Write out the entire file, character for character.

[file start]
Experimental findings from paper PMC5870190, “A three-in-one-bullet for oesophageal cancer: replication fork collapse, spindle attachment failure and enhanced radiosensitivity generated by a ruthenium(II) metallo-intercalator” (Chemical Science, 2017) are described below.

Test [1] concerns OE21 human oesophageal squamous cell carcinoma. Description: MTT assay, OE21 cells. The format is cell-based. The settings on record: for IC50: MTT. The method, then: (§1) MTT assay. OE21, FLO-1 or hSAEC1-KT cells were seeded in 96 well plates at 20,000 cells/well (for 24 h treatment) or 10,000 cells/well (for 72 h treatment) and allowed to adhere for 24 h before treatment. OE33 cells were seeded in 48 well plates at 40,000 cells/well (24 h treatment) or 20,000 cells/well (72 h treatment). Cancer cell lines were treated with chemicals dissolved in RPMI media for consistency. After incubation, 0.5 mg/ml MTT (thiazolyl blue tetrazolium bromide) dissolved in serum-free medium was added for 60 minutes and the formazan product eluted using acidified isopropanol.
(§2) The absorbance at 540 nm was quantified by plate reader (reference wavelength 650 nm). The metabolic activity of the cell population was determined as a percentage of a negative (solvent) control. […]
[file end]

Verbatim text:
Experimental findings from paper PMC5870190, “A three-in-one-bullet for oesophageal cancer: replication fork collapse, spindle attachment failure and enhanced radiosensitivity generated by a ruthenium(II) metallo-intercalator” (Chemical Science, 2017) are described below.

Test [1] concerns OE21 human oesophageal squamous cell carcinoma. Description: MTT assay, OE21 cells. The format is cell-based. The settings on record: for IC50: MTT. The method, then: (§1) MTT assay. OE21, FLO-1 or hSAEC1-KT cells were seeded in 96 well plates at 20,000 cells/well (for 24 h treatment) or 10,000 cells/well (for 72 h treatment) and allowed to adhere for 24 h before treatment. OE33 cells were seeded in 48 well plates at 40,000 cells/well (24 h treatment) or 20,000 cells/well (72 h treatment). Cancer cell lines were treated with chemicals dissolved in RPMI media for consistency. After incubation, 0.5 mg/ml MTT (thiazolyl blue tetrazolium bromide) dissolved in serum-free medium was added for 60 minutes and the formazan product eluted using acidified isopropanol.
(§2) The absorbance at 540 nm was quantified by plate reader (reference wavelength 650 nm). The metabolic activity of the cell population was determined as a percentage of a negative (solvent) control. […]